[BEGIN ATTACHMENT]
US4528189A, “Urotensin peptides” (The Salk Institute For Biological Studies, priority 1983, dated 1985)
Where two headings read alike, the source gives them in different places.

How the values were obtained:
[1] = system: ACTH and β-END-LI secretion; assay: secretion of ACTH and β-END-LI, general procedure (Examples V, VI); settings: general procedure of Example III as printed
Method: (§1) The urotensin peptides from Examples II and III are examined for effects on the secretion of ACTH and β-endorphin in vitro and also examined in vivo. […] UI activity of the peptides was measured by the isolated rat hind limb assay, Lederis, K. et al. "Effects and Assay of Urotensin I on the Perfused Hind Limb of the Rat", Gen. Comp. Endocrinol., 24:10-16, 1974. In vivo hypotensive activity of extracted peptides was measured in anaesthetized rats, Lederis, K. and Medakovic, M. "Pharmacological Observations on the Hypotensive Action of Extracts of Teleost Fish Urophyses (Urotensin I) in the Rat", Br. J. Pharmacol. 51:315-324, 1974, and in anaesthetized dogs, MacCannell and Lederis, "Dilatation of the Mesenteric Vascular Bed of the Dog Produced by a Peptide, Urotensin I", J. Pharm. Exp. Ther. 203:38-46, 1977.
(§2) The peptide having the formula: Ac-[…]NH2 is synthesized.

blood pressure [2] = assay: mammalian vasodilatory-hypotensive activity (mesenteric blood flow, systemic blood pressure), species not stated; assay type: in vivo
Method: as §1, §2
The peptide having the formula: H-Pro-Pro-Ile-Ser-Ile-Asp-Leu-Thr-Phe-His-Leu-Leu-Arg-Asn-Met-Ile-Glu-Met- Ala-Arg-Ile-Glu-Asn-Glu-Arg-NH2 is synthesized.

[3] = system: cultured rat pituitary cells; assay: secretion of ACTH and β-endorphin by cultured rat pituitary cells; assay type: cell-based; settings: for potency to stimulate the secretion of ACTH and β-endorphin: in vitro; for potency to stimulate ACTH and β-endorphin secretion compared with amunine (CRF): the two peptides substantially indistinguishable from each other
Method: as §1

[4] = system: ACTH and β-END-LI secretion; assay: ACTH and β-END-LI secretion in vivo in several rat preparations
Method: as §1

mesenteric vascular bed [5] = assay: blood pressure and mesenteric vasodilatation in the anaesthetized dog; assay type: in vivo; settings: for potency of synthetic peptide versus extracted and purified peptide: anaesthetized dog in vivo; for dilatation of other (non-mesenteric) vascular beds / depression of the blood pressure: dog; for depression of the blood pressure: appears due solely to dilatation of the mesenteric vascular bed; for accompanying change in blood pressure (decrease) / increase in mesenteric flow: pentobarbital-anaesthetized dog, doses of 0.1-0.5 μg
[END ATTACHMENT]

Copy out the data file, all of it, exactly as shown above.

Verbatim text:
US4528189A, “Urotensin peptides” (The Salk Institute For Biological Studies, priority 1983, dated 1985)
Where two headings read alike, the source gives them in different places.

How the values were obtained:
[1] = system: ACTH and β-END-LI secretion; assay: secretion of ACTH and β-END-LI, general procedure (Examples V, VI); settings: general procedure of Example III as printed
Method: (§1) The urotensin peptides from Examples II and III are examined for effects on the secretion of ACTH and β-endorphin in vitro and also examined in vivo. […] UI activity of the peptides was measured by the isolated rat hind limb assay, Lederis, K. et al. "Effects and Assay of Urotensin I on the Perfused Hind Limb of the Rat", Gen. Comp. Endocrinol., 24:10-16, 1974. In vivo hypotensive activity of extracted peptides was measured in anaesthetized rats, Lederis, K. and Medakovic, M. "Pharmacological Observations on the Hypotensive Action of Extracts of Teleost Fish Urophyses (Urotensin I) in the Rat", Br. J. Pharmacol. 51:315-324, 1974, and in anaesthetized dogs, MacCannell and Lederis, "Dilatation of the Mesenteric Vascular Bed of the Dog Produced by a Peptide, Urotensin I", J. Pharm. Exp. Ther. 203:38-46, 1977.
(§2) The peptide having the formula: Ac-[…]NH2 is synthesized.

blood pressure [2] = assay: mammalian vasodilatory-hypotensive activity (mesenteric blood flow, systemic blood pressure), species not stated; assay type: in vivo
Method: as §1, §2
The peptide having the formula: H-Pro-Pro-Ile-Ser-Ile-Asp-Leu-Thr-Phe-His-Leu-Leu-Arg-Asn-Met-Ile-Glu-Met- Ala-Arg-Ile-Glu-Asn-Glu-Arg-NH2 is synthesized.

[3] = system: cultured rat pituitary cells; assay: secretion of ACTH and β-endorphin by cultured rat pituitary cells; assay type: cell-based; settings: for potency to stimulate the secretion of ACTH and β-endorphin: in vitro; for potency to stimulate ACTH and β-endorphin secretion compared with amunine (CRF): the two peptides substantially indistinguishable from each other
Method: as §1

[4] = system: ACTH and β-END-LI secretion; assay: ACTH and β-END-LI secretion in vivo in several rat preparations
Method: as §1

mesenteric vascular bed [5] = assay: blood pressure and mesenteric vasodilatation in the anaesthetized dog; assay type: in vivo; settings: for potency of synthetic peptide versus extracted and purified peptide: anaesthetized dog in vivo; for dilatation of other (non-mesenteric) vascular beds / depression of the blood pressure: dog; for depression of the blood pressure: appears due solely to dilatation of the mesenteric vascular bed; for accompanying change in blood pressure (decrease) / increase in mesenteric flow: pentobarbital-anaesthetized dog, doses of 0.1-0.5 μg